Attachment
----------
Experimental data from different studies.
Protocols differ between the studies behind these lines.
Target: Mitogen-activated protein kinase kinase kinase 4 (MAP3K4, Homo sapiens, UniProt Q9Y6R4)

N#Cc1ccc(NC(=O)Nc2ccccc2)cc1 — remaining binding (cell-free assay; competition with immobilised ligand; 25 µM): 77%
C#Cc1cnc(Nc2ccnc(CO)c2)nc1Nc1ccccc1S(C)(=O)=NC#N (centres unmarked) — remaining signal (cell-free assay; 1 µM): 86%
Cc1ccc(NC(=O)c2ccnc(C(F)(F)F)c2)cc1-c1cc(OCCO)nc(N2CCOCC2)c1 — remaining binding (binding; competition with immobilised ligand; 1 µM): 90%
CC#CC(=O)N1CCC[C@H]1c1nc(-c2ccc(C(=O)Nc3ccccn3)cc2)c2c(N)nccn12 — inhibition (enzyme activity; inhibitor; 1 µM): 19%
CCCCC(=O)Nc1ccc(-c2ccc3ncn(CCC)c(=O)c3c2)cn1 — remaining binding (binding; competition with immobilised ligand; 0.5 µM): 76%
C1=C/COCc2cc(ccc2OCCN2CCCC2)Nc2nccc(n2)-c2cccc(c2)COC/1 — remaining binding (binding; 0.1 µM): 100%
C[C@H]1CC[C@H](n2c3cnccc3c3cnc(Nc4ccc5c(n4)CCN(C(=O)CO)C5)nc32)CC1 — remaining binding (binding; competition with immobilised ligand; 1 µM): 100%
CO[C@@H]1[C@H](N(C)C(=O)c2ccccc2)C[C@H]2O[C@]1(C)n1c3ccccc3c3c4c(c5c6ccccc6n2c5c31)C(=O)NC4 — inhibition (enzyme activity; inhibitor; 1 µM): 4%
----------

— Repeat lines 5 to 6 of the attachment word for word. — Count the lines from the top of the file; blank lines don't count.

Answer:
C#Cc1cnc(Nc2ccnc(CO)c2)nc1Nc1ccccc1S(C)(=O)=NC#N (centres unmarked) — remaining signal (cell-free assay; 1 µM): 86%
Cc1ccc(NC(=O)c2ccnc(C(F)(F)F)c2)cc1-c1cc(OCCO)nc(N2CCOCC2)c1 — remaining binding (binding; competition with immobilised ligand; 1 µM): 90%